Pensacola Car Accident Lawyer
Auto Accident Attorney Representing Clients in Fort Walton, Cantonment, & Surrounding Areas
People injured in car accidents are entitled, under Florida law, to compensation for medical expenses, wage loss, out-of-pocket expenses, and pain and suffering damages. An insurance adjuster may try to get you to settle your claim right away. Keep in mind that the insurance company’s primary goal is to pay as little as possible for your settlement. Hiring your own car accident lawyer in Pensacola ensures that you have someone to protect your interests and recover as much as possible for your injuries.
When Can You Sue an At-Fault Driver in Florida?
Since Florida is a no-fault state, you may only sue another driver for damages sustained in a car accident if your injuries meet a certain threshold.
Under Florida Statutes section 627.737, an injured party (or the family of a person killed in a fatal car accident) may seek legal action against an at-fault driver in pursuit of compensation if their injuries involve any of the following:
- Significant or permanent loss of an important bodily function
- Permanent injury within a reasonable degree of medical probability, other than scarring or disfigurement
- Significant and permanent scarring or disfigurement
Since these definitions carry a certain level of ambiguity, is important to consult with an attorney if you think you may qualify under Florida's serious injury threshold, to determine your legal options. If your injuries do not meet this threshold, you will be unable to recover damages for pain and suffering and other non-economic damages.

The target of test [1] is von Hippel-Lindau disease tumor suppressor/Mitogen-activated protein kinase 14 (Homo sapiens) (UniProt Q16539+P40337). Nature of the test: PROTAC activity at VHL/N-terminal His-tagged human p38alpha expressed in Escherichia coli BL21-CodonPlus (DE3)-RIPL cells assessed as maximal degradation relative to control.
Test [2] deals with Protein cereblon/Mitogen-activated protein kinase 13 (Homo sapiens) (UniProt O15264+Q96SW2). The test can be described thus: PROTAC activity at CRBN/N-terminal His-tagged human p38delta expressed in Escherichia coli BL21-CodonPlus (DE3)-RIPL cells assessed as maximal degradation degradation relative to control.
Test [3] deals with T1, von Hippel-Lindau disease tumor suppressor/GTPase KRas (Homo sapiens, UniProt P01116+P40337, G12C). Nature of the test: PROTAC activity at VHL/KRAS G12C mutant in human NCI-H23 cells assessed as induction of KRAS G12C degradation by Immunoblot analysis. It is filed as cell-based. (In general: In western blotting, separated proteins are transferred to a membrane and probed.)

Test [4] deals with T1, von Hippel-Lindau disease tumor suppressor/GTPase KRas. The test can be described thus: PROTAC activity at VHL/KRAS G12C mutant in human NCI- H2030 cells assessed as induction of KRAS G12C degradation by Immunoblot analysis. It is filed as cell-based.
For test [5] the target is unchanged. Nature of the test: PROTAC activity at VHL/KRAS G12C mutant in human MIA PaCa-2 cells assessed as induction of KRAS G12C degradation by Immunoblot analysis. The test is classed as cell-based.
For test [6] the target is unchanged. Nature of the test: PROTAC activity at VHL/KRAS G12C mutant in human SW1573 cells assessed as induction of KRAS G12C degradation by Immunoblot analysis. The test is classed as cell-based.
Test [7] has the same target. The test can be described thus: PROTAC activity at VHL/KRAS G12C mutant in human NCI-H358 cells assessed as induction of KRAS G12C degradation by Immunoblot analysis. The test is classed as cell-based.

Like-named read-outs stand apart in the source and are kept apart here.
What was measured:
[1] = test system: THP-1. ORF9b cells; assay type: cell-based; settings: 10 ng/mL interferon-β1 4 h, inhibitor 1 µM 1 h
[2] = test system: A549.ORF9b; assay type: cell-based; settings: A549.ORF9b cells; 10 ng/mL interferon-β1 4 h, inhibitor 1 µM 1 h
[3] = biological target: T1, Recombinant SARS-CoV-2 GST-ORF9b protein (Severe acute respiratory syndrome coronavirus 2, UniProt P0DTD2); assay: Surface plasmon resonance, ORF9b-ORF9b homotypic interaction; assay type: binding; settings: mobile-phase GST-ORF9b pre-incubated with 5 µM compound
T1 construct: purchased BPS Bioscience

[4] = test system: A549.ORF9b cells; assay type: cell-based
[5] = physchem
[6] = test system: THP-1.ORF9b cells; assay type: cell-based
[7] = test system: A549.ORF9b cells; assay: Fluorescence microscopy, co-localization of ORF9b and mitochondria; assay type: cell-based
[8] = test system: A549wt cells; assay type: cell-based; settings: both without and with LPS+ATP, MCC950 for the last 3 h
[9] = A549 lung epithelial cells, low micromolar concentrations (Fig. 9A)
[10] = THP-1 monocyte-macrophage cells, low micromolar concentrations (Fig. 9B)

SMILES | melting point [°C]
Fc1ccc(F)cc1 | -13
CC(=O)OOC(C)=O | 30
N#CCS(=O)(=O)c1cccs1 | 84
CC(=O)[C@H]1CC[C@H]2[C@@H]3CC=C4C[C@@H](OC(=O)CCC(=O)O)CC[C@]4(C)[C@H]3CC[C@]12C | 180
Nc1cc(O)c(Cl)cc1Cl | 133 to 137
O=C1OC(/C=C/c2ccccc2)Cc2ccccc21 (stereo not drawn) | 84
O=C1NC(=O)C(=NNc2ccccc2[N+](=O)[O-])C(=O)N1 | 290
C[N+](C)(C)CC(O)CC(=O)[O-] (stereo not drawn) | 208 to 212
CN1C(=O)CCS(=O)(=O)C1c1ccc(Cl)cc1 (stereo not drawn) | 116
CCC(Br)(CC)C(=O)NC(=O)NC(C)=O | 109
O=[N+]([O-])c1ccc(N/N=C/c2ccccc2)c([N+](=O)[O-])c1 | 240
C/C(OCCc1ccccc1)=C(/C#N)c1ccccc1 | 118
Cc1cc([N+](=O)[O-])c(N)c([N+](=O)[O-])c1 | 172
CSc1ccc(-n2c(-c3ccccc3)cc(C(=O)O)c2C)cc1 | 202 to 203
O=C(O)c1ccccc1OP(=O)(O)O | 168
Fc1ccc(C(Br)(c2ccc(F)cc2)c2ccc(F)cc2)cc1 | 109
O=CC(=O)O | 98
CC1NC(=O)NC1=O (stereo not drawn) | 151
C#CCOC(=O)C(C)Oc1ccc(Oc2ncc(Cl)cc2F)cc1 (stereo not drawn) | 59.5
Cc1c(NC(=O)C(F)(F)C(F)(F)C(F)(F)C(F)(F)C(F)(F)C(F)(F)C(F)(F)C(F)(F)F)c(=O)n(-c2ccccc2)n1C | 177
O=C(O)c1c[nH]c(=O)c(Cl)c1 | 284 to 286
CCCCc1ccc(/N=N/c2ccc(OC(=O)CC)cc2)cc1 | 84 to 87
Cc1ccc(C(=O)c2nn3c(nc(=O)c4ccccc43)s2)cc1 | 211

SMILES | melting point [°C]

With that being said, property damage lawsuits are exempt from this threshold and can be filed against an at-fault party without limitations. You may also choose to file a property damage claim under your own insurance policy if you have elected to purchase collision coverage
The Florida Car Accident Statute of Limitations
If your injuries do meet the state's serious injury threshold, you will need to act quickly if you wish to file a lawsuit against the at-fault driver. Under the statute of limitations established in Florida Statutes section 95.11(3)(a), you have four years from the date of your accident to file a personal injury lawsuit against the at fault driver in pursuit of compensation. This same deadline applies to property damage lawsuits related to your crash. Wrongful death claims related to a car accident must be filed within two years of the date of the deceased person's death, if it is different from the date of the accident.
If you try to file a claim after the statute of limitations has passed, your case will almost certainly be dismissed by the court, thereby permanently barring you from pursing legal action. For this reason, it is crucial you act with urgency after an accident and speak with an attorney from our firm promptly to ensure all filing deadlines are met.
Comparative Negligence in Florida Auto Accident Claims
Florida follows a rule known as "pure comparative fault," also known as "comparative negligence," when both drivers are found to share blame for a car accident. This means that a person's eligible compensation after a crash will be reduced by a percentage equal to their share of fault. For example, if you were involved in an accident and suffered $10,000 worth of damages, but you were found to be 30% at fault for the crash, you would only be able to recover $7,000 in damages (or 30% less than $10,000).
Insurance companies know this law well and may use this to minimize your potential settlement after an accident. Our firm can protect your best interests and shield you from this type of unfair treatment.
Compensation for Injuries & Property Damage in Florida